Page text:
[14] Brennan Manning. The Ragamuffin Gospel. Publisher: Multnomah (June 28, 2005) Pg. 204-205

[15] Brennan Manning. Signature of Jesus. Publisher: Multnomah; 4 edition (July 6, 2004). Page 204

[16] About Gary Thomas. http://www.garythomas.com/about/

[17] Gary Thomas Sacred Pathways: Discover Your Soul's Path to God. Pg 185.. Publisher: Zondervan; Reprint edition (February 1, 2000)

[18] Tony Campolo Letters to a Young Evangelical, Page 26. Publisher: Basic Books (April 1, 2008)

[19] Thomas Keating. Open Mind Open Heart -20th Anniversary Edition. Publisher: Bloomsbury Academic; 20th Edition edition (November 1, 2006) Pg 41.

[20] How is Centering Prayer different from meditation, especially Eastern meditation practices?.

[21] Trinity United Methodist church. Memphis, TN. Contemplative Prayer & Lectio Divina. 

[22] Tris Thorp. What Is a Mantra? http://www.chopra.com/articles/what-is-a-mantra

[23] Effect of rosary prayer and yoga mantras on autonomic cardiovascular rhythms: comparative study.
https://www.ncbi.nlm.nih.gov/pmc/articles/PMC61046/  OR  http://www.themystica.com/mystica/articles/m/mantra.html

[24] http://www.thefreedictionary.com/gird

[25] Thomas Merton. Contemplative Prayer. Publisher: Image; Reissue edition (February 5, 1971) Page 11

[26] Richard Foster. Celebration of Discipline. Publisher: Hovel Audio; Unabridged edition (February 28, 2007). Pgs 22-23

[27] http://www.themystica.org/mystica/articles/a/altered_states_of_consciousness.html

[28] Brennan Manning. Signature of Jesus. Publisher: Multnomah; 4 edition (July 6, 2004). Page 203

[29] Saint John Cassian. Written By: The Editors of Encyclopædia Britannica. https://www.britannica.com/biography/Saint-John-Cassian

[30] Brother Max Sculley DLS. Christian Meditation: Pseudo-Contemplation.

[31] The School of Meditation. The World Community for Christian Meditation. Letter 3: How did John Main learn about meditation? http://www.theschoolofmeditation.org/content/letter-3-how-did-john-main-learn-about-meditation-0

[32] WCCM - The World Community for Christian Meditation. John Cassian. http://wccm.org/content/john-cassian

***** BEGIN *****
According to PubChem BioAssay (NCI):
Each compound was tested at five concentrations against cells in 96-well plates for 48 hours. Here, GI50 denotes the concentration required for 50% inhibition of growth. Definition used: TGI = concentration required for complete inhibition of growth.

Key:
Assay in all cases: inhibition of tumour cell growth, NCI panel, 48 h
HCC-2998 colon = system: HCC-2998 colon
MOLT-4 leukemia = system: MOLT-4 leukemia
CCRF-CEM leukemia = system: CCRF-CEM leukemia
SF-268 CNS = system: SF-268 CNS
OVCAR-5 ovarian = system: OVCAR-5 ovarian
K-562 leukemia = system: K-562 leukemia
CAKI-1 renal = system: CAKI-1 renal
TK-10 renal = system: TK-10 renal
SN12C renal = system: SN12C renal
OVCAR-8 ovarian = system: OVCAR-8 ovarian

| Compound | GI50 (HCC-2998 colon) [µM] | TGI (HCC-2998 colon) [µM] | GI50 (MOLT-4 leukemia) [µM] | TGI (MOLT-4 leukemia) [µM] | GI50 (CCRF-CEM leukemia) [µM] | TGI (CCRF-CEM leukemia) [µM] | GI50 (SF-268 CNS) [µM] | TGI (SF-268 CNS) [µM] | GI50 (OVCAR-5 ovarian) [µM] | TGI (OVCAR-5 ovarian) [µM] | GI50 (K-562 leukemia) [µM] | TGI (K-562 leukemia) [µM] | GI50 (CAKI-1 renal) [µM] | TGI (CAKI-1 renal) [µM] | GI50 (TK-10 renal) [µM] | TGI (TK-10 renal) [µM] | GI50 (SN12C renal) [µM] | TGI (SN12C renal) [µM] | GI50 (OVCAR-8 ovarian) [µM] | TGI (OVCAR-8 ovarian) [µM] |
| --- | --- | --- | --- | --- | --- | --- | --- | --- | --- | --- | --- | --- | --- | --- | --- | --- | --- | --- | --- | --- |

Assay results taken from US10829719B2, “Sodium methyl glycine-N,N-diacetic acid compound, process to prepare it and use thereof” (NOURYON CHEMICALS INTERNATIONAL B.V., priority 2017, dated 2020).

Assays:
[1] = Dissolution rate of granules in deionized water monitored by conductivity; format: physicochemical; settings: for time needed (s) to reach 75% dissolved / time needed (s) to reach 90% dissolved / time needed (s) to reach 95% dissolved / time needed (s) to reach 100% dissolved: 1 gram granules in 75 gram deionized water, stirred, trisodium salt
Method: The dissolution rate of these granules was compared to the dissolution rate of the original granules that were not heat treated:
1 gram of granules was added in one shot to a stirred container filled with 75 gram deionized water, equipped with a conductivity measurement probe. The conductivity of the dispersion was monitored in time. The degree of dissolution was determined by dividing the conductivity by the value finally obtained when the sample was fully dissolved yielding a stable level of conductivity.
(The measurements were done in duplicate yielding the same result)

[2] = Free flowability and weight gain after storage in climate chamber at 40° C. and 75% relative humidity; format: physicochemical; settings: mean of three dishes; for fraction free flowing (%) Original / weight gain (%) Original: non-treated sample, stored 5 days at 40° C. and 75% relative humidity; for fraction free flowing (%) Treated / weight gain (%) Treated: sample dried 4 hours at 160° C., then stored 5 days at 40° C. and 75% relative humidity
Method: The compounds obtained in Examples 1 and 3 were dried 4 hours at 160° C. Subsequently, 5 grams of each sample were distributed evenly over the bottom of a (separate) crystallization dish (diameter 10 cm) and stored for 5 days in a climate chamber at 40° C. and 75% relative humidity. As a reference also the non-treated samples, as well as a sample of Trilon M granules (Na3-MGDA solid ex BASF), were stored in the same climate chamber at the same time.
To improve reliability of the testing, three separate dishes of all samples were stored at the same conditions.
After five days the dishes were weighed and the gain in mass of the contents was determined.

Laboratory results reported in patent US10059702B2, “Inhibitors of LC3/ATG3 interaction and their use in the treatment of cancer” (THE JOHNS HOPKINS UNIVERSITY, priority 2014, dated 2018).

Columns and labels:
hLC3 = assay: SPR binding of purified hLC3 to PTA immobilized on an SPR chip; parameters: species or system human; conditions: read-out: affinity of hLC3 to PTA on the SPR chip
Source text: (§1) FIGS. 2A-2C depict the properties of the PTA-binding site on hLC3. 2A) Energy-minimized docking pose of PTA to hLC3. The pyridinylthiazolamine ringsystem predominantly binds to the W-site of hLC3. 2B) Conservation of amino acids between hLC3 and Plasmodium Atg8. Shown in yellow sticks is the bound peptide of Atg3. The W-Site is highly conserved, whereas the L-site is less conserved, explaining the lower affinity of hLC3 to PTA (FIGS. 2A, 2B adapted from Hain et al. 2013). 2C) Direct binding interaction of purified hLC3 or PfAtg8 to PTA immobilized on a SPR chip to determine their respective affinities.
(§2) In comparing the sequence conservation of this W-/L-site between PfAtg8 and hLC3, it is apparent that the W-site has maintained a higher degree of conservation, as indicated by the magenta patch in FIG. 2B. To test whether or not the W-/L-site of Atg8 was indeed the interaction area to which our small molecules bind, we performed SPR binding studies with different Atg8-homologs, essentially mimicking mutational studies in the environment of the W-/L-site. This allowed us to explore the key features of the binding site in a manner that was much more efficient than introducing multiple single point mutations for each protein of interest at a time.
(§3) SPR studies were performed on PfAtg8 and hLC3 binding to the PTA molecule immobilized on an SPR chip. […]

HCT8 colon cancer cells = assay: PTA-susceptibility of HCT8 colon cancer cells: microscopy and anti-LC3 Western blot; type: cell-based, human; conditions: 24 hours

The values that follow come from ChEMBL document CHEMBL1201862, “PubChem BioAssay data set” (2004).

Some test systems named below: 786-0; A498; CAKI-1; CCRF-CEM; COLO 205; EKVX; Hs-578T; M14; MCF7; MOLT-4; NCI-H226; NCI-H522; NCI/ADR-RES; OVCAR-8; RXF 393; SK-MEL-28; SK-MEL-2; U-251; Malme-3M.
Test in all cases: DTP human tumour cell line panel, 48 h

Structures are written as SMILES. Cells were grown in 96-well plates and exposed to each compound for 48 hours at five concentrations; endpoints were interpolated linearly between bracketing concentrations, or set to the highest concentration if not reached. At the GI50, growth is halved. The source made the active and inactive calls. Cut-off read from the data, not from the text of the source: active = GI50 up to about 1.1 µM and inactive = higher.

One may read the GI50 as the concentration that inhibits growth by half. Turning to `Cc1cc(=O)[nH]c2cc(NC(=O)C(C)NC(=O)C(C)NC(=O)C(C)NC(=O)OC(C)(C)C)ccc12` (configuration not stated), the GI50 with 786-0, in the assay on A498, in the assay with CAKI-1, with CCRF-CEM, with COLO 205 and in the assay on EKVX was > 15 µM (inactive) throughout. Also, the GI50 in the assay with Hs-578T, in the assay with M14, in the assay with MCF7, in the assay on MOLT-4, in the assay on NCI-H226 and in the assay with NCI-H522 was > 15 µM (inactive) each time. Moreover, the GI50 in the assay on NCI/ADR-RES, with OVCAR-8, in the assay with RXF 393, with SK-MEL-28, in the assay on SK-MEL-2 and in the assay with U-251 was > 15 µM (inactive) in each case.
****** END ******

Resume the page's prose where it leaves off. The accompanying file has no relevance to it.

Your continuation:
[33] Henri Nouwen. Foreword to Disciplines for Christian Living: Interfaith Perspectives by Thomas Ryan. Publisher: Paulist Pr (March 1993)

[34] https://goo.gl/6V8FYd

[35] M. Basil Pennington,  Thomas Keating, Thomas E. Clarke. Finding Grace at the Center Publisher: SkyLight Paths; 3 edition (March 1, 2007).. Pg. 31

[36] Tilden Edwards. Spiritual Friends. Pages 18-19. Publisher: Paulist Press; 1St Edition edition (January 1, 1979)

[37] Fordham University Press; 1 edition (January 1, 1998) Foreword and Pg.146 of The Mystical Way

[38] Margaret A. Feaster. A Closer Look at Centering Prayer. Catholic Culture.

[39] Henri Nouwen. Here and Now:  Living in the Spirit. Publisher: The Crossroad Publishing Company; 10th Anniversary ed. edition (August 1, 2006) Pgs. 23- 24.

[40] Richard Foster quotes Thomas Kelly in Streams of Living Water Publisher: HarperOne; 1 Reprint edition (November 27, 2001) (beginning of chapter two]

[41] Richard Foster. Celebration of Discipline. Publisher: HarperSanFrancisco; 3rd edition (October 1, 1998) Pg. 2.

[42] Brennan Manning. Abba's Child, Publisher: NavPress; Enlarged ed. edition (June 1, 2015) Pg. 105.

[43] Brennan Manning. The Signature of Jesus. Publisher Multnomah; 4 edition (July 6, 2004). Pg. 197.

[44] ibid.

[45] Thomas Keating. Open Mind Open Heart -20th Anniversary Edition. Publisher: Bloomsbury Academic; 20th Edition edition (November 1, 2006). Chapter 12. Guidelines for Christian Life, Growth and Transformation.

[46] Zen Buddhism, available from Walter Martin Religious InfoNet)

[47] Richard Foster. Celebration of Discipline. publisher: Hovel Audio; Unabridged edition (February 28, 2007) Pg. 2.